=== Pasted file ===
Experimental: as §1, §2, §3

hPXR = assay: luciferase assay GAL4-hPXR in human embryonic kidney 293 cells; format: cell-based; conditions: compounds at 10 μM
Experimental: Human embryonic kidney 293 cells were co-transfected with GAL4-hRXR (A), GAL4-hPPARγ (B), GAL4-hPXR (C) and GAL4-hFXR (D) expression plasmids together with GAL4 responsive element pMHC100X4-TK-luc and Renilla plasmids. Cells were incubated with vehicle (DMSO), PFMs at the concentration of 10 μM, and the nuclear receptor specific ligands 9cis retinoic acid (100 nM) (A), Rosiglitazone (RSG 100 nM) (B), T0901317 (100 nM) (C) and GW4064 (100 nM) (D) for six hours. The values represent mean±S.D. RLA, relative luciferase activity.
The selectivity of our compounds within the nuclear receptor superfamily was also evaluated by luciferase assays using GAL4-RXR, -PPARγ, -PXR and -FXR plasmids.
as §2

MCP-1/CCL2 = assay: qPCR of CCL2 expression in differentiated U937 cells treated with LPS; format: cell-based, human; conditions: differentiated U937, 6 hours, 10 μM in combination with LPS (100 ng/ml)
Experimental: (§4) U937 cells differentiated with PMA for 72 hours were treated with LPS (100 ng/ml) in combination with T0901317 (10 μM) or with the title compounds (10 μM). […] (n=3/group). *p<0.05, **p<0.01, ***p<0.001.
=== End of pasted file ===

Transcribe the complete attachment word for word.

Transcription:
Experimental: as §1, §2, §3

hPXR = assay: luciferase assay GAL4-hPXR in human embryonic kidney 293 cells; format: cell-based; conditions: compounds at 10 μM
Experimental: Human embryonic kidney 293 cells were co-transfected with GAL4-hRXR (A), GAL4-hPPARγ (B), GAL4-hPXR (C) and GAL4-hFXR (D) expression plasmids together with GAL4 responsive element pMHC100X4-TK-luc and Renilla plasmids. Cells were incubated with vehicle (DMSO), PFMs at the concentration of 10 μM, and the nuclear receptor specific ligands 9cis retinoic acid (100 nM) (A), Rosiglitazone (RSG 100 nM) (B), T0901317 (100 nM) (C) and GW4064 (100 nM) (D) for six hours. The values represent mean±S.D. RLA, relative luciferase activity.
The selectivity of our compounds within the nuclear receptor superfamily was also evaluated by luciferase assays using GAL4-RXR, -PPARγ, -PXR and -FXR plasmids.
as §2

MCP-1/CCL2 = assay: qPCR of CCL2 expression in differentiated U937 cells treated with LPS; format: cell-based, human; conditions: differentiated U937, 6 hours, 10 μM in combination with LPS (100 ng/ml)
Experimental: (§4) U937 cells differentiated with PMA for 72 hours were treated with LPS (100 ng/ml) in combination with T0901317 (10 μM) or with the title compounds (10 μM). […] (n=3/group). *p<0.05, **p<0.01, ***p<0.001.